Chocolate: Chocolate is good for you. And even better for your arteries. In a 2007 study, participants showed a 24 percent increase in HDL levels after taking cocoa powder over a period of 12 weeks. In the same study, people in the control group showed just a five percent increase in HDL. The full details of the study are published in the American Journal of Clinical Nutrition. Remember to choose the dark or bittersweet kind.

Avocados: This vegetable/fruit is a great source of heart-healthy monounsaturated fat, a type of fat that may actually help raise HDL cholesterol while lowering LDL. And, more than any other fruit, this delectable food packs cholesterol-smashing beta-sitosterol, a beneficial plant-based fat that reduces the amount of cholesterol absorbed from food. However, too much avocado can add to the waistline.

Grass-fed meat: If you want heart-healthy meats, you need not look beyond grass-fed meats. They tend to be much lower in total fat than grain-fed meats. A sirloin steak from a grass-fed steer has almost one-third the amount of fat as a similar cut from a grain-fed steer. In fact, grass-fed meat has as little fat as a skinless chicken. Meat this lean can actually lower your “bad” LDL cholesterol levels. The other advantage of grass-fed meat is its low calorie count.

Whole grains: According to Harvard research, eating whole grains substantially lowers total cholesterol, bad cholesterol, triglycerides, and insulin levels. Any of these changes can reduce the risk for cardiovascular disease. Many people think they are being healthy by eating multi-grain bread. This is junk food masquerading as healthy. You are much better off eating straight-up barley, brown rice, quinoa, or steel-cut oats.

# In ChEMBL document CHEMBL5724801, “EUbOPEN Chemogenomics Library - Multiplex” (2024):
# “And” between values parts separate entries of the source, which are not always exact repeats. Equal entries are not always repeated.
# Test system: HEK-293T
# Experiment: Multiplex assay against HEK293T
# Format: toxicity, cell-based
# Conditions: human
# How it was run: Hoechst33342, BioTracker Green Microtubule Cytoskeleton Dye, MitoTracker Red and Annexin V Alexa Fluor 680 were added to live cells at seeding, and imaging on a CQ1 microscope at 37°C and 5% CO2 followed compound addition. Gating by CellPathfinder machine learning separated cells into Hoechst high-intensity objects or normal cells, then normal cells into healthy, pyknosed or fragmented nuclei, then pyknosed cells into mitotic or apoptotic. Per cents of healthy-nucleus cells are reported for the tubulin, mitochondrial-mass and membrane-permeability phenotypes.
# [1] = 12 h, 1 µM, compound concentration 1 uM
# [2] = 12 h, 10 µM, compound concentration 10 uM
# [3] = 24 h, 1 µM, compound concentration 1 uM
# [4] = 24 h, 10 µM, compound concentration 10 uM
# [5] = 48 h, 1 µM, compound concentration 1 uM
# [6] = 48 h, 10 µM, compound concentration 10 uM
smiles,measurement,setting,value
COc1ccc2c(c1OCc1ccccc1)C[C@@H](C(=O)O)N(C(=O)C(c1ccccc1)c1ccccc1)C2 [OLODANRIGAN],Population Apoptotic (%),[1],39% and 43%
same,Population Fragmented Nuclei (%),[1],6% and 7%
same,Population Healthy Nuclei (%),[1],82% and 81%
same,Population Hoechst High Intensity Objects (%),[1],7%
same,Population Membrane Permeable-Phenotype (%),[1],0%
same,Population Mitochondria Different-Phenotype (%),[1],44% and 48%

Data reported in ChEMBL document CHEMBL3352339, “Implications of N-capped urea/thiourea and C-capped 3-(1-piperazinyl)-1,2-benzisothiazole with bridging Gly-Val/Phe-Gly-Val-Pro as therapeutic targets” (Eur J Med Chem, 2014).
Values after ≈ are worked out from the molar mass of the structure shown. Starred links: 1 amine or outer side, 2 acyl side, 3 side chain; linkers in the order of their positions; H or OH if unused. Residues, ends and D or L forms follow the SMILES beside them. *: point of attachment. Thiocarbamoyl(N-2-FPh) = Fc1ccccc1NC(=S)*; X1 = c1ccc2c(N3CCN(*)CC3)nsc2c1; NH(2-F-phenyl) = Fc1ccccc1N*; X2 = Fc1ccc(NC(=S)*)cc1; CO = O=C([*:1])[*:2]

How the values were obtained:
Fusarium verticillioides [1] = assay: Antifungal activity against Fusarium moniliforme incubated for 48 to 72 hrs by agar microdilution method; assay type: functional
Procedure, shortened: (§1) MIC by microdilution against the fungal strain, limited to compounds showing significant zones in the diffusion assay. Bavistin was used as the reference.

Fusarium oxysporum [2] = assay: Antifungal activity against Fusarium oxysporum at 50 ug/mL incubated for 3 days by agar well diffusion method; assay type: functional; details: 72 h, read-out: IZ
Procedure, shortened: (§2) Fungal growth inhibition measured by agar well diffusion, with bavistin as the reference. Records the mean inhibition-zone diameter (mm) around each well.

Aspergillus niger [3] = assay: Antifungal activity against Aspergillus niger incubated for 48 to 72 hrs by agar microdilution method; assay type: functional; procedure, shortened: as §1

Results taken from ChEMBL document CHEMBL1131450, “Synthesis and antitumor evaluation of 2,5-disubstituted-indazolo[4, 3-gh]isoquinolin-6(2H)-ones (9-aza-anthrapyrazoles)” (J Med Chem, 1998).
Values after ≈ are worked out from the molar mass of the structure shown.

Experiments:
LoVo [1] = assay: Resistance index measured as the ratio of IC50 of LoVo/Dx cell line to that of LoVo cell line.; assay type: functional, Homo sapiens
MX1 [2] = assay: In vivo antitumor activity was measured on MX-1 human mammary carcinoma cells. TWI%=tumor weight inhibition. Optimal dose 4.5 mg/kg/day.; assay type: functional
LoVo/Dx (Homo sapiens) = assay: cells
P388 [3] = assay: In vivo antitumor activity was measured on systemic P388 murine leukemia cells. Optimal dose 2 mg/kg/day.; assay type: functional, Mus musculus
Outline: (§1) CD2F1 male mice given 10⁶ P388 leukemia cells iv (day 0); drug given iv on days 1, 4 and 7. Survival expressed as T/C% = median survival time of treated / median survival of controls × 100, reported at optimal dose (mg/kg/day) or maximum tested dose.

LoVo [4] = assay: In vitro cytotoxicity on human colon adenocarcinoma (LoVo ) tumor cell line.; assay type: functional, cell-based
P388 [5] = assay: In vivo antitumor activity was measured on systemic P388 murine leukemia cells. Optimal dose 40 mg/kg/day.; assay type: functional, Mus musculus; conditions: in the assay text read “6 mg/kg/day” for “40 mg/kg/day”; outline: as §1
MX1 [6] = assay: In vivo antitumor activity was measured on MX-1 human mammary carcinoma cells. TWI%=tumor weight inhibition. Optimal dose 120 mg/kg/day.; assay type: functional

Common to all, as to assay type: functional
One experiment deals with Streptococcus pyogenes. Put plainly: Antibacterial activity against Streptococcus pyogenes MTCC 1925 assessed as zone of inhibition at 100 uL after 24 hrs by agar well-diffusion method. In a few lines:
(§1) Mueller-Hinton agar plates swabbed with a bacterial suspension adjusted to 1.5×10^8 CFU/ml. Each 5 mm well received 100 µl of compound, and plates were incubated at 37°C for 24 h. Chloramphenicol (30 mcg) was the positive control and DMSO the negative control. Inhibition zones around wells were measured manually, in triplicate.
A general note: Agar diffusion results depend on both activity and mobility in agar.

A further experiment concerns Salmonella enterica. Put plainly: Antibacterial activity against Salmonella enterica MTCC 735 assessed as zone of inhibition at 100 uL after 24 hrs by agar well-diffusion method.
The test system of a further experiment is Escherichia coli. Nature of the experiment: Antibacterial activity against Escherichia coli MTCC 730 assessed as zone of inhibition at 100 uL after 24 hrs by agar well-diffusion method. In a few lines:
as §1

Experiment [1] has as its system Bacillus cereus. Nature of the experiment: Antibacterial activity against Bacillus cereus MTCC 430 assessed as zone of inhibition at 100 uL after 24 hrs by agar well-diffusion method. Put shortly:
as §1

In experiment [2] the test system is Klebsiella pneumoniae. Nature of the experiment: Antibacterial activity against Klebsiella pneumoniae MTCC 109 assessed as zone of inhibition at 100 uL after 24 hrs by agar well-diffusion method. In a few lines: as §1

Dark chocolate: Chocolate contains flavonoids that act as antioxidants, which help the cardiovascular system. When Harvard researchers studied the effects of cocoa flavonoids on heart health, they found that the flavonoids reduced unhealthy LDL cholesterol, blood pressure, and insulin resistance, while increasing healthy HDL cholesterol and improving blood flow.

Making even small changes to your daily routine and lifestyle can positively impact your health. Here are a few things you can do to influence your HDL levels:

  • Quit smoking – Giving up smoking can increase your good cholesterol by 10 percent. If you need help, ask your doctor about your options.
  • Lose weight – If your BMI is over 25, losing a few pounds can impact your cholesterol levels.
  • Exercise regularly – Regular exercise can increase good cholesterol levels by up to five percent in just two months. Brisk exercise, such as walking, swimming, cycling, gardening, and running, can increase your heart rate. Try brisk exercise for 30 minutes or in three 10-minute intervals.
  • Eat healthy – Only 25 to 35 percent of your daily calories should come from fat. However, you should avoid saturated and trans fats because they raise bad cholesterol levels. Try polyunsaturated and monounsaturated fats instead, which can be found in peanut, canola, and olive oils. Omega-3 fatty acids are also beneficial and can be found in nuts and fish.
  • Consume alcohol in moderation – Basically, just drink less. Moderate amounts of alcohol are actually linked to high levels of good cholesterol. Women should only have one drink a day, while men should have no more than two.

Making these lifestyle changes can help you boost your HDL cholesterol levels naturally.

Author Bio

Emily Lunardo studied medical sociology at York University with a strong focus on the social determinants of health and mental illness. She is a registered Zumba instructor, as well as a Canfit Pro trainer, who teaches fitness classes on a weekly basis. Emily practices healthy habits in her own life as well as helps others with their own personal health goals. Emily joined Bel Marra Health as a health writer in 2013.